Gabriele De Vecchi was born in Milan in 1938. His father, Piero De Vecchi, founded the Argenteria De Vecchi in 1935 in Milan and was a leading producer of historicist silver during the fascist period of the 1930s. He successfully made the stylistic transition to high modernism as that movement swept Italian craft and design in the immediate aftermath of World War II. Gabriele De Vecchi began his career not as an artisan but rather as an avant-garde kinetic sculptor. He formed the Gruppo T in 1959, together with three other like-minded young artists, and continued to stage performances and create installation art into the 1970s. In 1962 however, he took over the leadership of his father's firm and began to design objects, eventually forming strong connections to other key protagonists in Italy's design and architecture scene such as Enzo Mari. A particular interest for him has been the reflective qualities of silver - its ability to disappear visually in certain light conditions or to create dynamic patterns when placed into certain environments. For most of his career, De Vecchi has explored this interest in perception and transformation within the boundaries of a restrained Modernist formal idiom. In the Linea Storia (`history' or `narrative' collection), however he took a very different approach. For decades, the De Vecchi atelier - like most small 20th century silver shops - had been involved not only in producing their own designs, but also in repair and replica work. One of the most beautiful historical silver designs that passed through the shop was a baluster shaped coffee pot, often enlivened with a pattern of swirled flutes, which had originated in 18th century Turin. Examples of this design are well documented in the firm's archives and library. In 1983 Gabriele De Vecchi decided to develop a line of objects based on this shape. Over the next few years he created a series of works in the Linea Storia. The two earliest designs created for the collection (the Torincubo and the Equilpiemonte) featured pure geometric shapes that seemed to have magically collided with the historical shape. De Vecchi has said that the pieces reflect "a way of thinking about design as an assembly of different parts, drawn from the historical repertory as well as my own ideas". In Equilpiemonte designed in 1983 as the first of the series, a volume whose cross section is an equilateral triangle cuts up into the body of the coffee pot. ('Piemonte' refers to the Piedmont region of Italy where Turin is located). The 1985 design Torincubo which might be translated as 'Turin cubed' is a similar gesture in which a plain walled coffee pot seems to have been flattened on its sides. A decorative cartouche, again based on historical forms, adorns the front and spout. In other works in the series (for which six further designs were eventually created, the last in 1993), the body of the coffee pot is split, rotated or otherwise manipulated.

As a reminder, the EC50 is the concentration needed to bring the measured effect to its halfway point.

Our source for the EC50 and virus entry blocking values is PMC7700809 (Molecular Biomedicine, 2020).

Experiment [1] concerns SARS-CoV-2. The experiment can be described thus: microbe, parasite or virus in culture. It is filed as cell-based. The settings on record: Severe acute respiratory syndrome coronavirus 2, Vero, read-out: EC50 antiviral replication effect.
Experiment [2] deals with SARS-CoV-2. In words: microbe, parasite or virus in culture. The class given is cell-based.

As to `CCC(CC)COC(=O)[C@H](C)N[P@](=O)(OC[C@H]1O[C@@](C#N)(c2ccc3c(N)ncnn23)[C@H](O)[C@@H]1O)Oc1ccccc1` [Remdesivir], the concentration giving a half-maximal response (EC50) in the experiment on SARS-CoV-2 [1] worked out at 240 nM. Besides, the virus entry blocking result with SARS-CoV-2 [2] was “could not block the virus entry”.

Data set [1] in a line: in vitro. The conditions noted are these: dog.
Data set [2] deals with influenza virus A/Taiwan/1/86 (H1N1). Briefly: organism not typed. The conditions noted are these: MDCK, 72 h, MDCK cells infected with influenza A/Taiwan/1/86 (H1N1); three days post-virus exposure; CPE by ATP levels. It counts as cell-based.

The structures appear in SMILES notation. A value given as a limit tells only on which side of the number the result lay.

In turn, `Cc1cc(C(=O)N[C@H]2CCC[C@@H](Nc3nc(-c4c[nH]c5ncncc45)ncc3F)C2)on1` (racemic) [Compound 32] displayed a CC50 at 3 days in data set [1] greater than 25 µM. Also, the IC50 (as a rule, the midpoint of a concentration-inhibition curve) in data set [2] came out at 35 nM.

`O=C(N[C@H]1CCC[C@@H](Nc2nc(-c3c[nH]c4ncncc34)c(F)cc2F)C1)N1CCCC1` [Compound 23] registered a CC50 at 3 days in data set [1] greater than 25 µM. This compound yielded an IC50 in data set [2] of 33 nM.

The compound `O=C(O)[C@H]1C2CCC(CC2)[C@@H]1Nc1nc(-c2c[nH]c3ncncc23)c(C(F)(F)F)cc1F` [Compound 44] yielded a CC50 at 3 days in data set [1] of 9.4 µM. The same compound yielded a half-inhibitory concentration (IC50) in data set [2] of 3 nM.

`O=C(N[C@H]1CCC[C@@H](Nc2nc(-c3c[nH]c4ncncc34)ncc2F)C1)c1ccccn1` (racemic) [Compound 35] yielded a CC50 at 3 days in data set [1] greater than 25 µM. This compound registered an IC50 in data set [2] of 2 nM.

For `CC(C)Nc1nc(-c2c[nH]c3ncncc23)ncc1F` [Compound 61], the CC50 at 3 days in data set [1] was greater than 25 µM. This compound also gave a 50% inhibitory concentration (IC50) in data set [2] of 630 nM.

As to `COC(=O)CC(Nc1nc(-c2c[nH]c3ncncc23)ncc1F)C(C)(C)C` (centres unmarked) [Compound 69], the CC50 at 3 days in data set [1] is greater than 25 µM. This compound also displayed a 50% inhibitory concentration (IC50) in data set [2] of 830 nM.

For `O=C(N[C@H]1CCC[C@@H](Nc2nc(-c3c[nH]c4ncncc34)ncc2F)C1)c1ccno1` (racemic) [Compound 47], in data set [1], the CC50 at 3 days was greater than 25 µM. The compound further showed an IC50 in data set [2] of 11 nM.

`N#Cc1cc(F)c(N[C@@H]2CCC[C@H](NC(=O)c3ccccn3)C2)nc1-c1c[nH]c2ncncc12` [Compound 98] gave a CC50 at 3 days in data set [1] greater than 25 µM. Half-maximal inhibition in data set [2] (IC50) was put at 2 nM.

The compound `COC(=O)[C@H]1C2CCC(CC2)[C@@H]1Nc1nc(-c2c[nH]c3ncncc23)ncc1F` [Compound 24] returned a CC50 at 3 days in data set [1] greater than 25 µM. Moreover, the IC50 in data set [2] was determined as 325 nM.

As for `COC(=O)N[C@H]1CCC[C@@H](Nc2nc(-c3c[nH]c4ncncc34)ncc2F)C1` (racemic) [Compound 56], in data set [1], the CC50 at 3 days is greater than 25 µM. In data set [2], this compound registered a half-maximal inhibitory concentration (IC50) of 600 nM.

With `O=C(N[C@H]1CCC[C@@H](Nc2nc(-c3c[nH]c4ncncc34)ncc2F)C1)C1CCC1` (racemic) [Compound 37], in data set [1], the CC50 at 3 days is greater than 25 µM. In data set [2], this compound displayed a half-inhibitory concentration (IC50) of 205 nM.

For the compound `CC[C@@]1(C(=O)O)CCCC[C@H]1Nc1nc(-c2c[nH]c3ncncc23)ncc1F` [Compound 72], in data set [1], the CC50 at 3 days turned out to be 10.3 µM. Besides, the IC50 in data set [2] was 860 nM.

|Product Type: Figurine||Style: Contemporary|
|Finish: Silver||Distressed: No|
|Primary Material: Metal||Age Group: Adult|
|Country of Manufacture: Italy|
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Alessi Gruppo T Miramondo Art Multiple Figurine by Gabriele Devecchi